Tyndmyr wrote:I am extremely skeptical of any plan that even it's proponents admit is not rational.
I said no such thing. Personally I think it's highly rational. I merely said that economists frequently predict the future wrongly because they assume people will behave rationally but they don't. No, that doesn't matter if it comes to whether an aircraft can fly, but it matters for self-fulfilling prophecies - which economies often are: If everyone believes a bank will have a run on its money, it will. If noone believes it, then it won't.
Economics is an art as much as a science is what I'm saying - built on irrational confidence and herd instinct as much as rationality. Why does Bitcoin have value? Because everyone believes it does and for no other reason...
What if a pay rise causes people to have more life satisfaction, work harder at their jobs, take less time off work through stress etc. - and so even though, economically, it should be a a wash (+pay but +inflation), the overall economy actually benefits due to the higher proportion of happy, productive people..?
Ah, I see you're a fan of the 1984 style of government. Everything is fine. Pleasant lies are better than the truth. And we'll just assume that nobody will ever see through those lies, and there will be no consequence for miseducating the populace at large.
Huh? I am not in favour of a fantasy. More egalitarian countries - where the richest earn a much smaller multiple of the poorest than in the UK/US - are a reality
in today's world. And the evidence is overwhelming that both rich and poor
are happier. And the evidence is overwhelming that happier people are healthier and more productive - taking less days off work with stress/depression etc.
None of this is fantasy or irrational. It's all quite reasonable and rational. And it all follows from the fact that people have feelings rather than being emotionless automata.
We can debate whether minimum wage is the only or best way to achieve happiness for sure. I think it is but one tool. But I think it is a tool you ignore at your peril.
None of those things indisputably create value, that's the problem (if by value you mean generate a positive ROI).
By create value I mean generate a positive ROI including societal externalities
- not just in terms of how much cash is generated in revenues. IOW, if a company eliminates malaria worldwide and does it free of charge, in theory they have a huge negative ROI. But, in terms of economic benefits to society, there is an enormous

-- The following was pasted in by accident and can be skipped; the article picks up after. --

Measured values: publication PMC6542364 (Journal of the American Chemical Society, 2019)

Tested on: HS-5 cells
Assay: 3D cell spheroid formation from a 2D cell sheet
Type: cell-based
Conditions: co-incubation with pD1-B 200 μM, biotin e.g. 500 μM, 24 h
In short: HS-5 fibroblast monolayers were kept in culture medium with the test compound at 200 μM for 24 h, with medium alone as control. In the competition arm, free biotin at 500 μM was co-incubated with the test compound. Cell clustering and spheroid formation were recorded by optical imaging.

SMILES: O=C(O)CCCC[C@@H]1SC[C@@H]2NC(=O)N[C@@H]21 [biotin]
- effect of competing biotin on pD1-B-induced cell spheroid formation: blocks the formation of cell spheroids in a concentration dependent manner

I don't know whether the channel tunnel creates a positive ROI or not - you have to factor in things like environmental impact from the shift in transportation, skills learnt during construction - both by individual employees and the firms involved and so on. I could quite easily imagine that even with all that it's a net loss, especially given opportunity cost.
But you chose a harsh example. The UK has numerous good examples though, from the construction of public railways to the public postal service. Over time, the economic returns must be dozens or hundreds of pounds for every taxpayer pound initially invested. A less obvious example that better highlights the 'hidden ROI' I am referring to might be free school meals: Better nutrition as a child equals better concentration equals more skills acquired equals a more productive adult taxpayer.
GPS would be a great example from the US. The Internet itself would be an example of something that will (or perhaps even already has) returned a thousand-fold on its initial investment. Not to the creators, no, but in terms of overall worldwide efficiency gains.
These are the sorts of things that governments are good at sponsoring. No, they don't always get it right. I am very sceptical of the real benefits of HS2, for example (the next big efficiency gains are going to come from virtual working and self-driving taxi cabs, not shaving minutes off a train journey). And I definitely
think Trident is a waste of money in the modern world (I find it impossible to conceive a situation where we'd rationally want to use nukes but France and/or the US wouldn't, so I think we can take a 'free ride'). But they get it right often enough to pay for the times they get it wrong - and then some.